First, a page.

The establishment wing of the Republican party is finally getting it’s wish but they have to meet Rep. Paul Ryan’s demands before he agrees to run for Speaker of the House.
After meeting with House Republicans this evening, Rep. Paul Ryan (R-WI) admitted during a press conference that he was willing to run for Speaker of the House–but only if they met a list of demands of what it would take to get him to run.
“We as a conference should unify now and not after a divisive Speaker election,” Ryan said, calling for Republicans to gather as a team and “move from an opposition party to being a proposition party.”
Ryan’s list of demands appeared to highlight party unity but also party loyalty, as he criticized the chaos in the Republican caucus, leading to Boehner’s resignation.
According to Ryan’s spokesperson Brendan Buck, his demands included a change in the process for motion to “vacate the chair.”
“No matter who is speaker, they cannot be successful with this weapon pointed at them all the time,” Buck told reporters before Ryan’s speech.
Ryan signaled that the partisan brinkmanship had to come to an end.
“We have become the problem,” Ryan said. “If my colleagues entrust me to be the Speaker I want us to become the solution.”
Ryan urged his House colleagues to stop blaming the other party, the president, and the media for blocking their agenda.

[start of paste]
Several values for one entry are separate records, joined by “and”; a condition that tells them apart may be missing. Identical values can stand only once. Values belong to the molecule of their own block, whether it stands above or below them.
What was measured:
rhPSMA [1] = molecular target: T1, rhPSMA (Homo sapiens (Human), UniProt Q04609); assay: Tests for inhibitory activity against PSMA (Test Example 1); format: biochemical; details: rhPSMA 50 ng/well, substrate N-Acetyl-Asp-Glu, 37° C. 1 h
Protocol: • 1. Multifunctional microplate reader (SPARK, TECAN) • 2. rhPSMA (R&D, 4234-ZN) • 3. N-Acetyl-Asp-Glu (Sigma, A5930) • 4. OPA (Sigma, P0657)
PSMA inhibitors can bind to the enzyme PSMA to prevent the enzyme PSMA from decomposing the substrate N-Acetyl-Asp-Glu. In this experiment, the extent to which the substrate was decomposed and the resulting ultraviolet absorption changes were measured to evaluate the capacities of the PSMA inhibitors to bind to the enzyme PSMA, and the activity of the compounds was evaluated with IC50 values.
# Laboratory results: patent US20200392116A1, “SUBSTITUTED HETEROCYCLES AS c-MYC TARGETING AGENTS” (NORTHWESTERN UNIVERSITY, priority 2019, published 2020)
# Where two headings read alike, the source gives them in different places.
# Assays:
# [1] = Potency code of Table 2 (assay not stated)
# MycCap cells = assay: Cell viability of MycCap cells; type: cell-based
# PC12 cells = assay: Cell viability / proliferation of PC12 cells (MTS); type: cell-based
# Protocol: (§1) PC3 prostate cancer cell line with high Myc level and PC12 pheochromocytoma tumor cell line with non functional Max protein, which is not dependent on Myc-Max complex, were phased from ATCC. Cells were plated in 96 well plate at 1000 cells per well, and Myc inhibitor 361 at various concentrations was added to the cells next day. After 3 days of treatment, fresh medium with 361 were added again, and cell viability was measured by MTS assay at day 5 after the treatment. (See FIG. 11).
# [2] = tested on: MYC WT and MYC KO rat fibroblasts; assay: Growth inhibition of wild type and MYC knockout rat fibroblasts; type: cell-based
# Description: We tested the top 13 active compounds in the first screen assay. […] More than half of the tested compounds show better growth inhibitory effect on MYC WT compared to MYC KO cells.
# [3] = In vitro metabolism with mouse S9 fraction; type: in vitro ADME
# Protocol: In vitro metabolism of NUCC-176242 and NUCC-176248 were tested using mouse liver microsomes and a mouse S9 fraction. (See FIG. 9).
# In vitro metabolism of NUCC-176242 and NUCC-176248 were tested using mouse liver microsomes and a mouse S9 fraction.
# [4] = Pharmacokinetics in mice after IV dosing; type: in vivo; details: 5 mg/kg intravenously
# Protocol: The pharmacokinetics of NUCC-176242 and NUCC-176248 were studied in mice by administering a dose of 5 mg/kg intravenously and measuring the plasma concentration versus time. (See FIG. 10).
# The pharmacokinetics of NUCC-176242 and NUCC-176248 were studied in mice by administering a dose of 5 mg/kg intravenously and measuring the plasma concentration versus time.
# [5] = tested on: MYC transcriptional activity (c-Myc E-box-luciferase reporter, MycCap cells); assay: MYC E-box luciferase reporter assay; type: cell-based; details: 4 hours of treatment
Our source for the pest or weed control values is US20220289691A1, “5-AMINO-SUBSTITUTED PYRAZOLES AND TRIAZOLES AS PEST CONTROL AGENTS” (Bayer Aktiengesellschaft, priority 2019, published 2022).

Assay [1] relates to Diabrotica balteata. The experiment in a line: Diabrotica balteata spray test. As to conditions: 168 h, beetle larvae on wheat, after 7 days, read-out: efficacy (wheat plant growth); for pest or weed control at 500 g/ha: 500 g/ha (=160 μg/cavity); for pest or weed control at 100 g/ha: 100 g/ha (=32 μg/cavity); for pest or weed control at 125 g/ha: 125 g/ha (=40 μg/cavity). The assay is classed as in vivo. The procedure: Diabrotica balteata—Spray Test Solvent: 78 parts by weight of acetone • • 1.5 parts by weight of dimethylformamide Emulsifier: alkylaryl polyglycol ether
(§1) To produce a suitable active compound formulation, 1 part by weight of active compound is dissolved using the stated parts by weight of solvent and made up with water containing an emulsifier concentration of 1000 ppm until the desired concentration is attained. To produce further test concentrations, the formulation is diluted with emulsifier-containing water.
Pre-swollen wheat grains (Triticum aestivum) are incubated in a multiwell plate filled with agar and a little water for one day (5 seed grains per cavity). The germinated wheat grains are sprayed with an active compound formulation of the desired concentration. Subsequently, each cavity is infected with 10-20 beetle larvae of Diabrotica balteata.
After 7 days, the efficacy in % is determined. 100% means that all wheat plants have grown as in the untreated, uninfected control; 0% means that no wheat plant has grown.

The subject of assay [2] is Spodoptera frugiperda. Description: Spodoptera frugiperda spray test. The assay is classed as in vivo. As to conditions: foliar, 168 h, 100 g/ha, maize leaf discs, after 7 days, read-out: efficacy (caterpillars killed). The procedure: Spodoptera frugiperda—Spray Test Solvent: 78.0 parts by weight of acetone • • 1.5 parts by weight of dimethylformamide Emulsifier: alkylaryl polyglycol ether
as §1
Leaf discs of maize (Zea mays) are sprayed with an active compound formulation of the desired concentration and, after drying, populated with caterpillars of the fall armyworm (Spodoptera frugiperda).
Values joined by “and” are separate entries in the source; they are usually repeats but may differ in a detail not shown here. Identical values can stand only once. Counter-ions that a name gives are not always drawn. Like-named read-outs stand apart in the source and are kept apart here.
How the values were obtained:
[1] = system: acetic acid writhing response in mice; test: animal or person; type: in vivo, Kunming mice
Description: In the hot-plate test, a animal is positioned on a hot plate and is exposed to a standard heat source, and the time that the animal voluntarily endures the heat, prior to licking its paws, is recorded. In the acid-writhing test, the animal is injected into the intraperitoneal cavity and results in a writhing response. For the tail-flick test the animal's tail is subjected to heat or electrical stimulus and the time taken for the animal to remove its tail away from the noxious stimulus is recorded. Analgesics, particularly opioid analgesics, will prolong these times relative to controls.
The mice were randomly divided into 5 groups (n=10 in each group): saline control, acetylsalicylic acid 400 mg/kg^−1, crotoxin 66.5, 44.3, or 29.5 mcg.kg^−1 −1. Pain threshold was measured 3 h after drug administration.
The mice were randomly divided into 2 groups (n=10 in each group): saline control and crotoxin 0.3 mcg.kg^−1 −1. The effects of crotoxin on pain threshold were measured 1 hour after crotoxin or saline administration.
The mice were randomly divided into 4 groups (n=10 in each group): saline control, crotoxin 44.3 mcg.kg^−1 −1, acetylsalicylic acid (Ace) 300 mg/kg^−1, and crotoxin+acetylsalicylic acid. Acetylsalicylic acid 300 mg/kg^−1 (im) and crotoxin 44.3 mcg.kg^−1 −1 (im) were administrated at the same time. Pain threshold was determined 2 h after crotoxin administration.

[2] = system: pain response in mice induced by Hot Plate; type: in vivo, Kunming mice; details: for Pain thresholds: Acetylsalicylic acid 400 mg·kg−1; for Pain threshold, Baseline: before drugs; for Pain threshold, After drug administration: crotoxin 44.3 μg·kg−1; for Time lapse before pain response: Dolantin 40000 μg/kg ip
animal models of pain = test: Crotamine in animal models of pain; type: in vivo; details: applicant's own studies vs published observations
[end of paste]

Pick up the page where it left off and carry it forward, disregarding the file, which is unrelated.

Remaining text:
“People don’t care about blame, people don’t care about effort, people care about results,” he said, calling for Republicans to embrace “results-driven, common-sense conservatism.”
Ryan admitted that if the conference couldn’t unite behind him, he would be “happy” to remain as chairman of the Ways and Means committee.
“This is not a job I ever wanted and I’ve ever sought,” Ryan said, referring to the situation as a “dire moment” in America.
He also refused to give up time with his family in Janesville, Wisconsin, suggesting he would spend less time fundraising and less time in Washington, D.C.
“I cannot and will not give up my family time,” he said, while vowing he would work hard to make up for lost time if he was elected.
It’s unclear whether or not the House Freedom Caucus will oppose Ryan unanimously or begrudgingly support him. Ryan’s ultimatum might be enough to divide rebel conservatives who will likely face peer pressure from their colleagues to fall in line.
After Ryan spoke with the conference, Rep. Jason Chaffetz (R-UT)announced that he would drop out of the Speaker race in favor of Ryan.
“Right person at the right time,” he wrote briefly on Twitter.